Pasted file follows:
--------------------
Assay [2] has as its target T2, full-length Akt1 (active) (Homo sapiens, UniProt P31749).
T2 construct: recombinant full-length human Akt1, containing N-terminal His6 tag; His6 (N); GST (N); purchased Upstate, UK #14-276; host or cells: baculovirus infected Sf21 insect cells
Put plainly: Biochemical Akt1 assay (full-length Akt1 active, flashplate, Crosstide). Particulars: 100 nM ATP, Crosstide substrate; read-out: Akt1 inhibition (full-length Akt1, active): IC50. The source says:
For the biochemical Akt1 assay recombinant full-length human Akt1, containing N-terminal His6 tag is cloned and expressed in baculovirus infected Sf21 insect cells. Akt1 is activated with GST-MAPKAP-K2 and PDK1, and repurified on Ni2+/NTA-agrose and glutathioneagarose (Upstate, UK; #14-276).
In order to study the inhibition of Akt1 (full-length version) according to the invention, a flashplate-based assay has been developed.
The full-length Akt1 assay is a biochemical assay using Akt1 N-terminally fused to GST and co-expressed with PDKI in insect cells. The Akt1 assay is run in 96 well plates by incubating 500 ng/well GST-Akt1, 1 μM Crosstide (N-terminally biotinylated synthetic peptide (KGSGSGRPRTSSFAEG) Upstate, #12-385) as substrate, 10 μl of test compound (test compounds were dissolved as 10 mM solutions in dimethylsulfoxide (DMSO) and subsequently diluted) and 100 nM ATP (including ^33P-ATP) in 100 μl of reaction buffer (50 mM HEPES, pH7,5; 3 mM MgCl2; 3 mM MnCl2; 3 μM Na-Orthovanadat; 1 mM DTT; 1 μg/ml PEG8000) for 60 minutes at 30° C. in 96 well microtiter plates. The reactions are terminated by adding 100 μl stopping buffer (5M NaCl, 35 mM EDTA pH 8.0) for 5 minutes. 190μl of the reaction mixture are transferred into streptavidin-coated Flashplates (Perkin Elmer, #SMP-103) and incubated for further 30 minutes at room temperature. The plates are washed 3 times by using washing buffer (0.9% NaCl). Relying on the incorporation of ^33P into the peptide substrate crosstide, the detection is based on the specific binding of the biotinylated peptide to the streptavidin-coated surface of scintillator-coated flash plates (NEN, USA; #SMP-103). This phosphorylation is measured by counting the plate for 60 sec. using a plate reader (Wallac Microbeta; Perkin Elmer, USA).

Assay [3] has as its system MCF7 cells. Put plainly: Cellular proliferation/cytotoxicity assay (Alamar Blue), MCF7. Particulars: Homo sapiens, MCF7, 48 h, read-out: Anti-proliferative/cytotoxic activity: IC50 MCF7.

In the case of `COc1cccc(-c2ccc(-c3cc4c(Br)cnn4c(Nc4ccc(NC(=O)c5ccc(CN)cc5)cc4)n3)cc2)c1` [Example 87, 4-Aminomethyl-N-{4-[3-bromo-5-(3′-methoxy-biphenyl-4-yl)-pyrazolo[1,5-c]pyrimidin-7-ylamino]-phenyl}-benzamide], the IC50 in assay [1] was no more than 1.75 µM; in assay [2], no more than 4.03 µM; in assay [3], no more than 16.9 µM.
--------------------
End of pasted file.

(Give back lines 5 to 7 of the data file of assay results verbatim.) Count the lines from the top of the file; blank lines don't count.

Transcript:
In order to study the inhibition of Akt1 (full-length version) according to the invention, a flashplate-based assay has been developed.
The full-length Akt1 assay is a biochemical assay using Akt1 N-terminally fused to GST and co-expressed with PDKI in insect cells. The Akt1 assay is run in 96 well plates by incubating 500 ng/well GST-Akt1, 1 μM Crosstide (N-terminally biotinylated synthetic peptide (KGSGSGRPRTSSFAEG) Upstate, #12-385) as substrate, 10 μl of test compound (test compounds were dissolved as 10 mM solutions in dimethylsulfoxide (DMSO) and subsequently diluted) and 100 nM ATP (including ^33P-ATP) in 100 μl of reaction buffer (50 mM HEPES, pH7,5; 3 mM MgCl2; 3 mM MnCl2; 3 μM Na-Orthovanadat; 1 mM DTT; 1 μg/ml PEG8000) for 60 minutes at 30° C. in 96 well microtiter plates. The reactions are terminated by adding 100 μl stopping buffer (5M NaCl, 35 mM EDTA pH 8.0) for 5 minutes. 190μl of the reaction mixture are transferred into streptavidin-coated Flashplates (Perkin Elmer, #SMP-103) and incubated for further 30 minutes at room temperature. The plates are washed 3 times by using washing buffer (0.9% NaCl). Relying on the incorporation of ^33P into the peptide substrate crosstide, the detection is based on the specific binding of the biotinylated peptide to the streptavidin-coated surface of scintillator-coated flash plates (NEN, USA; #SMP-103). This phosphorylation is measured by counting the plate for 60 sec. using a plate reader (Wallac Microbeta; Perkin Elmer, USA).

Assay [3] has as its system MCF7 cells. Put plainly: Cellular proliferation/cytotoxicity assay (Alamar Blue), MCF7. Particulars: Homo sapiens, MCF7, 48 h, read-out: Anti-proliferative/cytotoxic activity: IC50 MCF7.